Sagrantino is a thick skinned and heavily pigmented Italian red wine grape variety, found most extensively in Umbria. Smatterings are also found just over the border in Tuscany, where its is mostly blended with Sangiovese. The variety is increasingly appearing in experimental plantings throughout warmer Australian viticultural regions such as the engine rooms of Southeast Australia, but also in more premium regions such as the Eden Valley.
While Sagrantino's sturdy nature and subsequent resistance to disease and heat are commercially attractive, its high acidity and ferruginous tannins can prove obdurate and excessively drying if not tamed.Judicious extraction techniques and appropriate vineyard management are imperative to achieve balanced wines. In this respect, Sagrantino is akin to a more macho expression of Nebbiolo.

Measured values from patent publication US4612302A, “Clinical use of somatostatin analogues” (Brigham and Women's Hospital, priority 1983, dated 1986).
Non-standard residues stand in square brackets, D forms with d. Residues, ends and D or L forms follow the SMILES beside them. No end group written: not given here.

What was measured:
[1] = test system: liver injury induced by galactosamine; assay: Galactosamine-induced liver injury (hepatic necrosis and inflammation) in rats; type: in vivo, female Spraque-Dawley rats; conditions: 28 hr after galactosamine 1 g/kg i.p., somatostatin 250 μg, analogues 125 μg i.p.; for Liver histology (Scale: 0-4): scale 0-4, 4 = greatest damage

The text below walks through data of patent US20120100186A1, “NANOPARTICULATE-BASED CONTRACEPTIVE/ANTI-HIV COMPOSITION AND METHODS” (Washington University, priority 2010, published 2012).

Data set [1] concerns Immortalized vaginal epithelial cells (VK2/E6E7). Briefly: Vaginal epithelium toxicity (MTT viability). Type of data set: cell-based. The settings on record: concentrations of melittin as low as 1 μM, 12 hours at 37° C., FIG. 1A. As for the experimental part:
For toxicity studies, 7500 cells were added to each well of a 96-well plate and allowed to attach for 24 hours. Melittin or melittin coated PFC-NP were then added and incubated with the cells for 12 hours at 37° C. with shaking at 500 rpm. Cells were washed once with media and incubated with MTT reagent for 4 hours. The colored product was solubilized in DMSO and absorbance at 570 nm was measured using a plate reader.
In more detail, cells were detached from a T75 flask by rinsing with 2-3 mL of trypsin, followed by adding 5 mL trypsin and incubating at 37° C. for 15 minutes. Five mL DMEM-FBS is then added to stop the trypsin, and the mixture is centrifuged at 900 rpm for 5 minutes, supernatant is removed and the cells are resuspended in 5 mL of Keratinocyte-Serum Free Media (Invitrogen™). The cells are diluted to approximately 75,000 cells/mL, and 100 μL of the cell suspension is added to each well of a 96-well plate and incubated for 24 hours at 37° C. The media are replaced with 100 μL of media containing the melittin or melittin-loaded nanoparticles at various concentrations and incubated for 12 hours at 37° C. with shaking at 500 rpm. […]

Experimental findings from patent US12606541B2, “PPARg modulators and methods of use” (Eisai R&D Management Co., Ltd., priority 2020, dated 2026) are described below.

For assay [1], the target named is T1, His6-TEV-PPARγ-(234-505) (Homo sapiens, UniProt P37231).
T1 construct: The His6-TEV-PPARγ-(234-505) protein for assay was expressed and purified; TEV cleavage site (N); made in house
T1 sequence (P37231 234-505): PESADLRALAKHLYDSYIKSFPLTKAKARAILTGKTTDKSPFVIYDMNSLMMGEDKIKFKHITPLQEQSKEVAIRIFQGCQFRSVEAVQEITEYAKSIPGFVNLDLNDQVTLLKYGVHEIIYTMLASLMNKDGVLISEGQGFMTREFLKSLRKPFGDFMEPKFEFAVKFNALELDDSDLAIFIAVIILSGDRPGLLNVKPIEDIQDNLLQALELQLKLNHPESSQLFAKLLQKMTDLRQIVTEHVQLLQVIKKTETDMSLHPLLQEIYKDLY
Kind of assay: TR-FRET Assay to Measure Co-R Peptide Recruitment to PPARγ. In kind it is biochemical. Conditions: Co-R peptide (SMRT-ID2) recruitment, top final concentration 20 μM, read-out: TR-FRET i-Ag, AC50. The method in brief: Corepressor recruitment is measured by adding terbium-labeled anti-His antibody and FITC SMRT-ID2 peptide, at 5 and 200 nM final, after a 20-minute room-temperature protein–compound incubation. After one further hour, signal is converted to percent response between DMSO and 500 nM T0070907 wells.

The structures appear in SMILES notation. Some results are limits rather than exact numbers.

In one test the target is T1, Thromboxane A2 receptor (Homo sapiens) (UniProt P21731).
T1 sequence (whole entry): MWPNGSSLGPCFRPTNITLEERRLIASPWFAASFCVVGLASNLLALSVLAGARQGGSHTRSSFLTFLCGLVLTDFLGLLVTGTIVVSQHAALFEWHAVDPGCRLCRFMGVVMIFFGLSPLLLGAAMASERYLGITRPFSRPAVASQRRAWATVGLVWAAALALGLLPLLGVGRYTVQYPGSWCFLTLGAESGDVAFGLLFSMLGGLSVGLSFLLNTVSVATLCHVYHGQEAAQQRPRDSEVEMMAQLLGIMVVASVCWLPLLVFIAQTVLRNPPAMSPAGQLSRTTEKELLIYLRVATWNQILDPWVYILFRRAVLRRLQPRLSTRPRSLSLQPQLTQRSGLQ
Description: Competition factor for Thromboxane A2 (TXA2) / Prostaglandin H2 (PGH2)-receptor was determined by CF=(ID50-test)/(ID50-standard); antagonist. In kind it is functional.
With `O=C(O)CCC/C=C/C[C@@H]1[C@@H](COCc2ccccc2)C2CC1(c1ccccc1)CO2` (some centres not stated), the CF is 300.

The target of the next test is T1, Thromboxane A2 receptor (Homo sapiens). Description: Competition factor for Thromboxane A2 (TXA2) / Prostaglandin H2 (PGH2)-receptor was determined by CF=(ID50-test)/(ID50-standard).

It is no wonder, therefore, that Sagrantino was traditionally used for dried grape wines, or passito. These are still made and largely consumed locally. However, Sagrantino di Montefalco, an elevated and isolated region, was elevated to DOCG status in the mid-1990's due to no uncertain efforts by the Arnaldo Caprai estate. Caprai's robust yet polished wines brought world wide acclaim for Sagrantino's full-bodied dry red table wines.
Caprai tamed the ferocious nature of Sagrantino with new oak and modern vinification techniques including micro-oxygentation. However, other producers including Paolo Bea; more traditional in their approach, have become sommelier darlings from New York to Tokyo. Bea, for example, eschews new oak while extracting more aggressively. His wines sell because of their minimal interventionism, but also because they are sappy, layered and highly impressive.